I'd be curious to see the numbers but I'd be willing to bet a lot of money that more people are killed every year by illegally owned guns and people who have not been trained than those who are legally concealed carrying and who are licensed. Legally owned guns are not something to be afraid of, its the ones that aren't traceable that are more likely to kill you (as a law abiding citizen). Guns get a bad rep in this country because the media is always sensationalizing them, which in turn, makes people afraid of them for no reason. They are one of those tools that you never want to use but you are glad to have in case you need it.
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  #57  
April 4th, 2012, 10:31 PM
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Originally Posted by lesliek0211 View Post
Hmmmm... not real sure what to think of your reply. Usually when you preface something with "not to be rude or mean" you know it's going to be exactly that.
No one can guarantee how they would react in a stressful/deadly situation 100% of the time. So, you are worried about him because of the prison co-workers and even the Marines. That seems a bit uppity to me, like you believe that only your DH can handle things properly and everyone else is a schmuck. I was shook up, and I think any normal person would be. My reaction time was actually quite good as he threw his arm out fast while I was turning away and I still managed to get it away without him getting it into the cuffport which could have seriously injured me. Any person that has a psychotic person try to grab and injure them and doesn't get shook up... they deserve a freaking medal.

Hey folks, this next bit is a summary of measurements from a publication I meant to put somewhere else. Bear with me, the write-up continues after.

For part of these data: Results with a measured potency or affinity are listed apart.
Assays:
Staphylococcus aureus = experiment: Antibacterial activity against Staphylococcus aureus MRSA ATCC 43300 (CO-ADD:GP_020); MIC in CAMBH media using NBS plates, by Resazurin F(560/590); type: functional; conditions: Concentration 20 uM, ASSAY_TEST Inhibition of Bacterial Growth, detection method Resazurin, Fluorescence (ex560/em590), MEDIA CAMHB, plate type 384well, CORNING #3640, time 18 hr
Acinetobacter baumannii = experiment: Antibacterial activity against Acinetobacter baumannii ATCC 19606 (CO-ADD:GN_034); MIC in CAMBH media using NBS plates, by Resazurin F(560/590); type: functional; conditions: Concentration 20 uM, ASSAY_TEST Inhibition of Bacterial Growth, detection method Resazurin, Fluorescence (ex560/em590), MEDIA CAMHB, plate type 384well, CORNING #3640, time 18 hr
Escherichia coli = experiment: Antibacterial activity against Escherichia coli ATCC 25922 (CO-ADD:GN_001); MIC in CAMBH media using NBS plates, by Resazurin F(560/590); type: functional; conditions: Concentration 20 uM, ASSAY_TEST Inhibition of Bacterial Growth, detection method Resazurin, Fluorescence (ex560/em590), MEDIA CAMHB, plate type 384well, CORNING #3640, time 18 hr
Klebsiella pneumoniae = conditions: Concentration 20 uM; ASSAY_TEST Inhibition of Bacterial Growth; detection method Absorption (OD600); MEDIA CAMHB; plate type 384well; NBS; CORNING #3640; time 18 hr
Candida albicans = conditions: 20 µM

No, that is not what I mean. I mean that I do worry about people freezing, not that my DH does it better. It is just issues that could happen because of the environments he works in. I worry about my husbands comrades freezing and him dieing because of the way they respond. My DH could too, but I have seen him in action and I have 100% faith in him. Please don't twist my words. You work in a prison, you know that some COs like to treat inmates like dogs and it can insight a riot. THAT persons actions could get my husband killed. When my husband is in a use of force and a CO just stands there and watches him get his *** whooped because he is scared or does not react like he was trained, that is what scares me. Not that my DH does it better.